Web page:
The belief in the coercive utility of nuclear weapons is widely internalised, owing in no small measure to Japan’s surrender immediately after Hiroshima and Nagasaki. Yet the evidence is surprisingly clear that the close chronology is a coincidence. In Japanese decision-makers’ minds, the decisive factor in their unconditional surrender was the entry of the Soviet Union into the Pacific war against Japan’s essentially undefended northern approaches, and the fear that the Soviets would be the occupying power unless Japan surrendered to the US first. Hiroshima was bombed on 6 August 1945, Nagasaki on 9 August. Moscow broke its neutrality pact to attack Japan on 9 August and Tokyo announced the surrender on 15 August.

There’s been no clear-cut instance since then of a non-nuclear state having been bullied into changing its behaviour by the overt or implicit threat of being bombed by nuclear weapons.

The normative taboo against the most indiscriminately inhumane weapon ever invented is so comprehensive and robust that under no conceivable circumstances will its use against a non-nuclear state compensate for the political costs. That’s why nuclear powers have accepted defeat at the hands of non-nuclear states (for example, Vietnam and Afghanistan) rather than escalate armed conflict to the nuclear level. Non-nuclear Argentina even invaded the Falkland Islands in 1982 despite Britain’s nuclear arsenal.

 Australia’s nuclear breakout would also guarantee the collapse of the NPT order and lead to a cascade of proliferation. Each additional entrant into the nuclear club multiplies the risk of inadvertent war geometrically. That threat would vastly exceed the dubious and marginal security gains of possession. The contemporary risks of proliferation to, and use by, irresponsible states in volatile conflict-prone regions, or even by suicide terrorists, outweigh realistic security benefits. A more rational and prudent approach to reducing nuclear risks to Australia would be to actively advocate and pursue the minimisation, reduction and elimination agendas for the short, medium and long terms identified in the Report of the International Commission on Nuclear Non-Proliferation and Disarmament—an Australian initiative that was co-chaired by distinguished former Australian and Japanese foreign ministers.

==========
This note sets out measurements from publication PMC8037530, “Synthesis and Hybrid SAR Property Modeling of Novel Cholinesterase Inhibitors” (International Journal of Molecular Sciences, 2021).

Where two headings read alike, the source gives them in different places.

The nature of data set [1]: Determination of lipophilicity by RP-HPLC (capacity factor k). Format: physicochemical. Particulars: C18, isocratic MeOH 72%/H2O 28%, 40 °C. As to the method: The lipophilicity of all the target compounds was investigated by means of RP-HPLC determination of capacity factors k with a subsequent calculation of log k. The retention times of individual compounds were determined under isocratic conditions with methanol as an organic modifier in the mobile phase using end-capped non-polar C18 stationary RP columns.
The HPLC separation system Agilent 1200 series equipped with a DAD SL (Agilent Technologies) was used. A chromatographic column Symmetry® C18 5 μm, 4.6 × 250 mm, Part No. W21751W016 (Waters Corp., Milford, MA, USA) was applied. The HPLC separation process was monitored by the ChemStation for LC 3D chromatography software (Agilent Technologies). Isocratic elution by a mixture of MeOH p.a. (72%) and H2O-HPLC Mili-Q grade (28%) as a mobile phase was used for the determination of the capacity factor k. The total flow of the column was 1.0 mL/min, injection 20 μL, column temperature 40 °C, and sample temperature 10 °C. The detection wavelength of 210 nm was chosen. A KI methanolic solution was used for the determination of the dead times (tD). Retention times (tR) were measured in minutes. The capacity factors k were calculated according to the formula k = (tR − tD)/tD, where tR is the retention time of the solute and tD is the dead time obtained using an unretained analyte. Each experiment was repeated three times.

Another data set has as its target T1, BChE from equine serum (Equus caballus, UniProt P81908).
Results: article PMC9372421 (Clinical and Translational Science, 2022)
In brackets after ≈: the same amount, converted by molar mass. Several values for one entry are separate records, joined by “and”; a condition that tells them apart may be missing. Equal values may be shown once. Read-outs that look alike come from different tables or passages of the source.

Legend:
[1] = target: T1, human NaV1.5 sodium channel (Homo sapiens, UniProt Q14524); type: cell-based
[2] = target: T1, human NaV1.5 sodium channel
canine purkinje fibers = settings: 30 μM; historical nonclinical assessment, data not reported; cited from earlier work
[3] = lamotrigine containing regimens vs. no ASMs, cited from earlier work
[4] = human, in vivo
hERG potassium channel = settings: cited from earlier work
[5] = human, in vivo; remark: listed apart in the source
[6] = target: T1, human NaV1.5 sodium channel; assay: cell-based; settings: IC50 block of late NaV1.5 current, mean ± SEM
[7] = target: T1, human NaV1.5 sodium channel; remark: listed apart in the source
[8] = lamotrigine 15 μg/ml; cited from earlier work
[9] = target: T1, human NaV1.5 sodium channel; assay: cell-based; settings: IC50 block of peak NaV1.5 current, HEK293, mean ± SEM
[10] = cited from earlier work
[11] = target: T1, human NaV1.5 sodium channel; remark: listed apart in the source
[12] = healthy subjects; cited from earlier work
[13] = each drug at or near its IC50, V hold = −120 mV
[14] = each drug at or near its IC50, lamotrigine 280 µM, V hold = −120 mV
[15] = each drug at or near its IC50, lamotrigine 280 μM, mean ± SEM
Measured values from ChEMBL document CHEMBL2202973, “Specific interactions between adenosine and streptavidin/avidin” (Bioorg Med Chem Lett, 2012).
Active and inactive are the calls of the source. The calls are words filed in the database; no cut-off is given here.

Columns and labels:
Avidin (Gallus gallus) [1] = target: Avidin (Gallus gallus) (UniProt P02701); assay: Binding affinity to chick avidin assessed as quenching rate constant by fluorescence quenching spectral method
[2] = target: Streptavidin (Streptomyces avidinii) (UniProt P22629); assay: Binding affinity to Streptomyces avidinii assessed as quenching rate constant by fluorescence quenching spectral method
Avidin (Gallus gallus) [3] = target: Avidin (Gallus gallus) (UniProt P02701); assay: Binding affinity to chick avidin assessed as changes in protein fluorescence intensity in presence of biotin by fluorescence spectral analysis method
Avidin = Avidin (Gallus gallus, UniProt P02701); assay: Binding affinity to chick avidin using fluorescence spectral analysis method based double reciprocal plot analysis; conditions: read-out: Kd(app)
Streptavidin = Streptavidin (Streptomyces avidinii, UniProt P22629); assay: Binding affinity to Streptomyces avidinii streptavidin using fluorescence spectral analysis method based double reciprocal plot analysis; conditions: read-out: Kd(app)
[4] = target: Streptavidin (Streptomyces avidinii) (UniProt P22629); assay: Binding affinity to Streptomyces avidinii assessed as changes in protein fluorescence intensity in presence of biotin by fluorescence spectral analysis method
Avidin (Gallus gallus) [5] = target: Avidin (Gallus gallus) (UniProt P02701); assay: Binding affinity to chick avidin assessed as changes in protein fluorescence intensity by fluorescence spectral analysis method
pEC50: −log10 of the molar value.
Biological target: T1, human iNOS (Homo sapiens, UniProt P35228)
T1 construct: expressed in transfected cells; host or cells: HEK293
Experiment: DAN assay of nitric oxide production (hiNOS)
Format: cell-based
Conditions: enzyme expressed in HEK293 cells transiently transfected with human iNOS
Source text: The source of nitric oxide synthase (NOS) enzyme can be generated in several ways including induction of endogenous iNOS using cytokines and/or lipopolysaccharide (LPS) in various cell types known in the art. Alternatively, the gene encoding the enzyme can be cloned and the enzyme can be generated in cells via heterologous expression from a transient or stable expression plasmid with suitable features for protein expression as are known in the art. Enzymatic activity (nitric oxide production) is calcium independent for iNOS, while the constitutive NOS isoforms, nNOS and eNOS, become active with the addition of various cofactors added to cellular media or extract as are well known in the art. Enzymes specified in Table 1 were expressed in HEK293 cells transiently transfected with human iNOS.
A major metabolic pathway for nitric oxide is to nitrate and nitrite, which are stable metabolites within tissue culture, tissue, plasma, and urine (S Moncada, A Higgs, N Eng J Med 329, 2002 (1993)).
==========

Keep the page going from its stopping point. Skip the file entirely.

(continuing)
In this three-part series, I examine the counter-arguments that proponents of Australia obtaining nuclear weapons need to address before the nation contemplates such a move.
Ramesh Thakur is a professor at the Australian National University and co-convenor of the Asia–Pacific Leadership Network for Nuclear Non-Proliferation and Disarmament.
This first appeared in ASPI’s The Strategist here

January 19, 2018 Posted by | AUSTRALIA - NATIONAL, weapons and war | Leave a comment

Canadians against costly dumping of radioactive trash from research nuclear reactor (like Australia’s!)

Groups opposed to new nuclear licence march in Ottawa, Opposition groups say private consortium lacks proper oversight for nuclear labs, By Julie Ireton, CBC News  Jan 18, 2018 Ole Hendrickson, a former government research scientist, worries that if Canadian Nuclear Laboratories gets the 10-year licence the private consortium wants to keep running the Chalk River nuclear labs in eastern Ontario, approval of a proposed nuclear waste site won’t be far behind.

Hendrickson will be among the concerned citizens, Indigenous leaders, environmentalists and former nuclear scientists marching through downtown Ottawa on Thursday, as they deliver their objection to the licence proposal to municipal and federal politicians.

Nuclear waste in Chalk River will cost billions to deal with and leave a legacy that will last centuries, notes Hendrickson.

In 2014, the federal government gave Canadian Nuclear Laboratories (CNL) control over nuclear operations at Chalk River. The government continues to own the nuclear assets.

CNL’s licence to run the Chalk River labs expires on March 31 and the consortium has asked the regulator, Canadian Nuclear Safety Commission, for a 10-year licence agreement, rather than the usual five-year term…….

CNL also has plans for a permanent nuclear waste disposal site at Chalk River, plans that have been criticized by a concerned citizen’s group as being “cheap, dirty, unsafe and out of alignment with International Atomic Energy Agency guidance.”

The Canadian Nuclear Safety Commission will hold public hearings in Pembroke, Ont., from Jan. 23 to 25 to consider CNL’s licence.

Dozens of delegations have registered to comment at the hearings.

Lynn Jones, who worked in public health for years and now represents a coalition of concerned citizens, will be among those speaking out at the Pembroke hearings next week.

“Personally I have a big problem with profit being part of dealing with nuclear waste. I’m not alone in that,” Jones said.